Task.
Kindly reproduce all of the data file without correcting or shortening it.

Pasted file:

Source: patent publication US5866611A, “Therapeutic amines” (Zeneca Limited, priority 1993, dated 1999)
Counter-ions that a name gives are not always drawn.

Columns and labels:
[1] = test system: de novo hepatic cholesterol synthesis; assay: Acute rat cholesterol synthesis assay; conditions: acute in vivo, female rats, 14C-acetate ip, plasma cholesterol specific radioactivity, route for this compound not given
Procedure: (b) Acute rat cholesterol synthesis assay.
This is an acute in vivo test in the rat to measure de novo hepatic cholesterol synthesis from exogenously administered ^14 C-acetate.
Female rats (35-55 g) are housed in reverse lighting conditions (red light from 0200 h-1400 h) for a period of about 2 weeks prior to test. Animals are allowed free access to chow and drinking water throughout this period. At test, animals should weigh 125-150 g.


Source: patent publication US5866611A, “Therapeutic amines” (Zeneca Limited, priority 1993, dated 1999)
Counter-ions that a name gives are not always drawn.

Columns and labels:
[1] = test system: de novo hepatic cholesterol synthesis; assay: Acute rat cholesterol synthesis assay; conditions: acute in vivo, female rats, 14C-acetate ip, plasma cholesterol specific radioactivity, route for this compound not given
Procedure: (b) Acute rat cholesterol synthesis assay.
This is an acute in vivo test in the rat to measure de novo hepatic cholesterol synthesis from exogenously administered ^14 C-acetate.
Female rats (35-55 g) are housed in reverse lighting conditions (red light from 0200 h-1400 h) for a period of about 2 weeks prior to test. Animals are allowed free access to chow and drinking water throughout this period. At test, animals should weigh 125-150 g.